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  • Writer's pictureEPI Secretariat

An African Success Story: Alliance of Elephant Range States Celebrates a Decade of Progress in Conservation


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PRESS RELEASE


Nairobi, Kenya - 23rd April 2024: The Elephant Protection Initiative (EPI), an alliance of African countries formed in 2014 in response to the elephant ivory poaching crisis, celebrates its first decade at a special event in Nairobi on May 9th 2024. “The EPI was formed at a bleak time in elephant conservation”, says Sharon Ikeazor, former Federal Minister of State, Federal Ministry of Environment, former Federal Minister of State, Ministry of Niger Delta Affairs, Nigeria, and incoming chair of the EPI’s Leadership Council. From 2010-2012, an estimated 100,000 elephants were illegally killed for their ivory. “Today the picture is more hopeful. While we have not stopped elephant poaching, we have turned the tide, and many key elephant populations are stable or even growing. The EPI is an African success story.”


The EPI was formed by five countries but has grown rapidly and today consists of 24. Most of Africa’s surviving elephants are in EPI countries, which include Kenya, Uganda and Tanzania. During the last 10 years EPI countries have campaigned successfully to maintain the ban on international commercial ivory trade and close domestic ivory markets in many African countries as well as Canada, China, the European Union, the United Kingdom and the United States of America. The EPI’s secretariat, the EPI Foundation, has helped secure ivory stockpiles in 15 countries, inventory almost half a million kgs of ivory, and train more than 1,000 wildlife officials in stockpile management. 


As it enters its second decade, the EPI is increasingly focused on the mitigation and management of human-elephant conflict, (HEC).  “Success brings new challenges”,, says Sharon Ikeazor. “Today we worry a little less about criminal ivory poaching cartels, and more about how elephants coexist with our farmers and pastoralists. If people who live close to elephants do not benefit from their conservation, they will be less likely to support us, and our efforts hitherto will have been in vain.”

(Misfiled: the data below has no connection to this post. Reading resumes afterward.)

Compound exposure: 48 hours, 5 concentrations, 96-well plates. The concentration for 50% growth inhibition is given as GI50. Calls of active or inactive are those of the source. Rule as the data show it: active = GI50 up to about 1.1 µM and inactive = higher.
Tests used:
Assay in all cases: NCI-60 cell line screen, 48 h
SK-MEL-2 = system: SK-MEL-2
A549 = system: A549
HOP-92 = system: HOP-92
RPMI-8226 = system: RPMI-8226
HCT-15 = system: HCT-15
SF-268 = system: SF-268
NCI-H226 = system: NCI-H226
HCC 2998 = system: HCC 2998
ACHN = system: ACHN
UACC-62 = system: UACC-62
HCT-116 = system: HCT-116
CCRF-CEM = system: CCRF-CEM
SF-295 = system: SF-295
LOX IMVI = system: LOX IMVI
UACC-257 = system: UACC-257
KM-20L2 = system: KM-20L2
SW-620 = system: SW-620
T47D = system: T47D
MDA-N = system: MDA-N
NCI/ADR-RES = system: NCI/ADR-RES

The CEO of the EPI Foundation, John E. Scanlon AO, said, “In our second decade, we must better recognise how elephant conservation can help us to address the intertwined crises of climate change and biodiversity loss, and match this with funding. By doing so we can achieve our ambition of the harmonious coexistence of elephants and people, as is laid out in our strategy, Vision 2030.”


The EPI Foundation and the Global Wildlife Programme (GWP), which is funded by the Global Environment Facility and led by the World Bank, will be bringing leading wildlife officials from across Africa to Nairobi from May 8th-10th, to discuss HEC and the future of African elephant conservation. The EPI’s 10th anniversary event will take place at Hemingway’s, Karen Mbagathi Ridge, 100 Mbagathi Ridge, Nairobi, on May 9th. 


Our anniversary video captures the essence of the work we have done for the past 10 years and shares a glimpse into where our focus for the next decade will be. 


For details and interviews, including with Ms. Ikeazor, other members of the EPI Leadership Council, John Scanlon AO, or the rest of his team, contact our Senior Communications Advisor, Barnaby Phillips bphillips@elephantprotectioninitiative.org or our Digital Communications Manager, Clara Rincuni crincuni@elephantprotectioninitiative.org.   

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